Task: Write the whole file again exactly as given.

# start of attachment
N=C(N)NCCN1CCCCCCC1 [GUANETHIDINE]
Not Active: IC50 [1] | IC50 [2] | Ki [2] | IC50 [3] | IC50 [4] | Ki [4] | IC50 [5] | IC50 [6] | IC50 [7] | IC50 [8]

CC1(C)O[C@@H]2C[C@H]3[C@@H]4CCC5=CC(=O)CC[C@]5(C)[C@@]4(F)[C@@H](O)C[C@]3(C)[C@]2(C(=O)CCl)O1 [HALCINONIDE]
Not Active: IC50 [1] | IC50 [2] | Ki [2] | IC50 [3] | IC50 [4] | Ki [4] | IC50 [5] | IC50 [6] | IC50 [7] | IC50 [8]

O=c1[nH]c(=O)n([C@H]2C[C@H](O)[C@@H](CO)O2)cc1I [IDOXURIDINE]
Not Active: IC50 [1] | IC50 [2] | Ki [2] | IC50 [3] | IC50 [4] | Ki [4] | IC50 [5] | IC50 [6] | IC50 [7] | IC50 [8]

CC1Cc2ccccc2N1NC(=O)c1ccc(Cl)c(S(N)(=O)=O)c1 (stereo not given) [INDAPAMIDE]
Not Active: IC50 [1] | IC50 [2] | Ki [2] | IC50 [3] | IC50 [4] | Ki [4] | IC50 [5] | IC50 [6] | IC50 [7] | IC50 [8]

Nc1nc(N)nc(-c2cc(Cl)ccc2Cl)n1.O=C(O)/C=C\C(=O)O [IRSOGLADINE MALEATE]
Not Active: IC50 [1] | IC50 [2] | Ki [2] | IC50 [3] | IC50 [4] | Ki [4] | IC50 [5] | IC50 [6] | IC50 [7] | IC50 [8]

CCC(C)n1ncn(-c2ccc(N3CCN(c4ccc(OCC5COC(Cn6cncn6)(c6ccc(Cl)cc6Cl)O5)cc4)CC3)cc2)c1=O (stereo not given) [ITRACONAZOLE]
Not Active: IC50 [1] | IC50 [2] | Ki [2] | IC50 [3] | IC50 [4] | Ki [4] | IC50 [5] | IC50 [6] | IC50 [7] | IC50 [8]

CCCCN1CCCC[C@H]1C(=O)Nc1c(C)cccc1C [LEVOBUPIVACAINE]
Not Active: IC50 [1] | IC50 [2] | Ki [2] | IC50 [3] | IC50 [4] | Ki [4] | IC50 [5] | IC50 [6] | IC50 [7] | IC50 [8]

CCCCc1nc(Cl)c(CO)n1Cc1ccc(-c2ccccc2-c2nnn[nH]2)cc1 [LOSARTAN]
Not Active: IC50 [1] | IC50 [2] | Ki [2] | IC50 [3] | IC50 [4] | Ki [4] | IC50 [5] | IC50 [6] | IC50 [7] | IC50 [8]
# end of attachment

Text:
N=C(N)NCCN1CCCCCCC1 [GUANETHIDINE]
Not Active: IC50 [1] | IC50 [2] | Ki [2] | IC50 [3] | IC50 [4] | Ki [4] | IC50 [5] | IC50 [6] | IC50 [7] | IC50 [8]

CC1(C)O[C@@H]2C[C@H]3[C@@H]4CCC5=CC(=O)CC[C@]5(C)[C@@]4(F)[C@@H](O)C[C@]3(C)[C@]2(C(=O)CCl)O1 [HALCINONIDE]
Not Active: IC50 [1] | IC50 [2] | Ki [2] | IC50 [3] | IC50 [4] | Ki [4] | IC50 [5] | IC50 [6] | IC50 [7] | IC50 [8]

O=c1[nH]c(=O)n([C@H]2C[C@H](O)[C@@H](CO)O2)cc1I [IDOXURIDINE]
Not Active: IC50 [1] | IC50 [2] | Ki [2] | IC50 [3] | IC50 [4] | Ki [4] | IC50 [5] | IC50 [6] | IC50 [7] | IC50 [8]

CC1Cc2ccccc2N1NC(=O)c1ccc(Cl)c(S(N)(=O)=O)c1 (stereo not given) [INDAPAMIDE]
Not Active: IC50 [1] | IC50 [2] | Ki [2] | IC50 [3] | IC50 [4] | Ki [4] | IC50 [5] | IC50 [6] | IC50 [7] | IC50 [8]

Nc1nc(N)nc(-c2cc(Cl)ccc2Cl)n1.O=C(O)/C=C\C(=O)O [IRSOGLADINE MALEATE]
Not Active: IC50 [1] | IC50 [2] | Ki [2] | IC50 [3] | IC50 [4] | Ki [4] | IC50 [5] | IC50 [6] | IC50 [7] | IC50 [8]

CCC(C)n1ncn(-c2ccc(N3CCN(c4ccc(OCC5COC(Cn6cncn6)(c6ccc(Cl)cc6Cl)O5)cc4)CC3)cc2)c1=O (stereo not given) [ITRACONAZOLE]
Not Active: IC50 [1] | IC50 [2] | Ki [2] | IC50 [3] | IC50 [4] | Ki [4] | IC50 [5] | IC50 [6] | IC50 [7] | IC50 [8]

CCCCN1CCCC[C@H]1C(=O)Nc1c(C)cccc1C [LEVOBUPIVACAINE]
Not Active: IC50 [1] | IC50 [2] | Ki [2] | IC50 [3] | IC50 [4] | Ki [4] | IC50 [5] | IC50 [6] | IC50 [7] | IC50 [8]

CCCCc1nc(Cl)c(CO)n1Cc1ccc(-c2ccccc2-c2nnn[nH]2)cc1 [LOSARTAN]
Not Active: IC50 [1] | IC50 [2] | Ki [2] | IC50 [3] | IC50 [4] | Ki [4] | IC50 [5] | IC50 [6] | IC50 [7] | IC50 [8]